That posed a chicken-and-egg problem, with larger clients unwilling to come on board until the business grew bigger while the business struggled to achieve that growth without the bigger clients. “We began looking for acquisition targets and having identified Commodore Travel, we had to think about how we would finance the deal,” Williamson adds.
Having decided growth capital was the best fit for his business, Williamson began talking to a number of interested private equity firms. But he didn’t want to give up control of the business and he was concerned about the “churn factor” in the industry. “Three years after they buy you, you can find yourselves sold to someone else who you may or may not like,” he complains.
Finally, Statesman was introduced to BGF by its banker, Lloyds Banking Group. In October 2011, the company became what was then only BGF’s second investment, accepting a £4.25m injection of funding, which was crucial in clinching the acquisition of Commodore. “We did think long and hard about bringing in a third party, but we’re happy to have ended up with a minority investor whose interests are aligned to our own,” Williamson says. “We also like being part of a portfolio family – we’ve been able to offer our services to some of the other companies in which BGF has subsequently invested and to source from those businesses at a competitive rate.”
A year-and-a-half later, Williamson says both the rationale for the acquisition and Statesman’s choice of funding solution are proving themselves. “The combination of our two companies has given us a great deal of additional credibility in the market place, boosted our procurement power and given us real strength in depth – we’ve totally raised our game,” he says. “We’re also continuing to invest, which costs money, but there’s going to be a return on that investment and we’ve had the support of BGF as we’ve made those commitments.”
All of which is music to the ears of BGF’s Chris Hodges. “More people need to recognise the attractions of growth capital,” he argues. “It became deeply unfashionable for a period, amid the first dot.com boom and the years of easy credit that followed, when leverage and debt were all the rage, but this really is an excellent way to develop a business.”
FUNDING A SITE ROLL-OUT
“Roll-out programmes often don’t work out as expected, so you need balance sheet security in order to get past any nasty surprises…equity puts a slug of long-term capital into the business so you can take your time preparing to make the leap and then really go for it.”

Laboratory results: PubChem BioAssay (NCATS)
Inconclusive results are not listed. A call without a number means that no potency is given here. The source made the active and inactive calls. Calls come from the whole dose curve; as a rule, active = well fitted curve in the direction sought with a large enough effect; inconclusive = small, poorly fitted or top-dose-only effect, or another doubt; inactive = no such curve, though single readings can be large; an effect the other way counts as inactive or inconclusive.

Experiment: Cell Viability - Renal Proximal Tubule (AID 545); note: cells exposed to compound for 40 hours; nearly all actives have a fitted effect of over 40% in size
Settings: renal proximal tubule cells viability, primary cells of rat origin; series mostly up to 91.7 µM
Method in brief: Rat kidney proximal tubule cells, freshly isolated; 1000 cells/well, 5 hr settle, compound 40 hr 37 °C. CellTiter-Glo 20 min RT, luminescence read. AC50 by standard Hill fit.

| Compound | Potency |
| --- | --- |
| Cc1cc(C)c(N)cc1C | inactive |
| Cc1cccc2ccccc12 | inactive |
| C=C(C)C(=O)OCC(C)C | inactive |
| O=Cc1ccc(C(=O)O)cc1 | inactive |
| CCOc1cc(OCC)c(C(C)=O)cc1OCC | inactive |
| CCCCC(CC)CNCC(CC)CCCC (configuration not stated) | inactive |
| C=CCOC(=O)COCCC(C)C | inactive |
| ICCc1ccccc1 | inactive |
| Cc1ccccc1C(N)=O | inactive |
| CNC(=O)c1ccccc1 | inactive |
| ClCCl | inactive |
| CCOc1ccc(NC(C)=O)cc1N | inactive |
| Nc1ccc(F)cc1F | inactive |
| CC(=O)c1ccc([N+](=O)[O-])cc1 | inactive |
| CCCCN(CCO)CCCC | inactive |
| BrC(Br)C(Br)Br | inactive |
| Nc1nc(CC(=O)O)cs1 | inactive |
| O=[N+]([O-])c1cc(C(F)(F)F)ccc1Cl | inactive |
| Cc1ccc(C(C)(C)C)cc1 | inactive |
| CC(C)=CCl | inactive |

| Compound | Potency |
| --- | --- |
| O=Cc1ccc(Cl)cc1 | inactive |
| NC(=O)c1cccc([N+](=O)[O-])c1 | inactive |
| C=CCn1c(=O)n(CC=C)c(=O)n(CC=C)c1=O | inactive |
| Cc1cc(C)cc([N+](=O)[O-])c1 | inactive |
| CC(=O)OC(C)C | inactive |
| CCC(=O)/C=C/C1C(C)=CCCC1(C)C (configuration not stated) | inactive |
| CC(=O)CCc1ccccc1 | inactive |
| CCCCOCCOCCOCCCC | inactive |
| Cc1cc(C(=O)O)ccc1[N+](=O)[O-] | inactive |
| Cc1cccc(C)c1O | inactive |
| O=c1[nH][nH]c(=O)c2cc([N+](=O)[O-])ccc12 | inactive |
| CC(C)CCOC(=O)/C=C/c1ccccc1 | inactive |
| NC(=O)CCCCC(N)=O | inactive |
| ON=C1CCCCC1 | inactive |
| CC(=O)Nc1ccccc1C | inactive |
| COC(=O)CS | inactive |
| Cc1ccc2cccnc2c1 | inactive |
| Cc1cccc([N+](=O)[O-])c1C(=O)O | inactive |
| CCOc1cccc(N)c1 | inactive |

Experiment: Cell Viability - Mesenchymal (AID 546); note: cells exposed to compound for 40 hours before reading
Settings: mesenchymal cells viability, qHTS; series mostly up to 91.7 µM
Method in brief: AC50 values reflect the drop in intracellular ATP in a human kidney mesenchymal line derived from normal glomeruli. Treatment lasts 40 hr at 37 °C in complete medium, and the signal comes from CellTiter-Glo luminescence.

Four years ago, Richard O’Sullivan, the managing director of Boost Juice Bars, realised he had a problem. His ten-strong chain of juice and smoothie bars was trading strongly despite the recession, as it capitalised on booming consumer demand for healthier products. And having previously built up one retail business, Millie’s Cookies, to 100 stores before selling up for £24m, he recognised he had another potential smash hit. The question was how to fulfil that potential.
“We felt the opportunity was rising all the time but our ability to fund that was definitely challenging,” O’Sullivan explains. “With four years of trading behind us, we knew our original business plan was going to be delivered and we had the ambition to do much more – it just wasn’t going to be possible to realise it with our finances as they were.”
O’Sullivan considered the best way forward culminating in BGF investing £2.5m in the business in December 2012. The money has enabled O’Sullivan to begin turning ambition into reality.
“We’ve been able to turn on the hosepipe, not least because the money has given us real credibility when we talk to landlords about securing leases” he says.
Andy Gregory, a regional director of BGF, led the engagement with Boost and has taken a seat on the company’s board. The dilemma facing O’Sullivan is, he says, common amongst fast-growing retailers and leisure businesses, which often don’t generate sufficient cashflow to realise their potential. Bank debt may be a solution, where it is available, but, Gregory argues, it’s not well-suited to businesses looking to fund an aggressive roll-out of new sites.
“Equity is a better source of growth capital for businesses in this position because it provides a more stable platform,” he says. “Roll-out programmes often don’t work out as expected, so you need balance sheet security in order to get past any nasty surprises. Debt may require you to accept covenants that mean you could lose the business if the roll-out programme goes wrong, but equity puts a slug of long-term capital into the business so you can take your time preparing to make the leap and then really go for it.”
Oliver Peyton, the founder of Peyton and Byrne, recognises this analysis. With three strands to his company – a chain of restaurants, a business offering catering services to iconic venues and a growing string of bakery and café outlets – he too found himself struggling to capitalise on the potential for growth.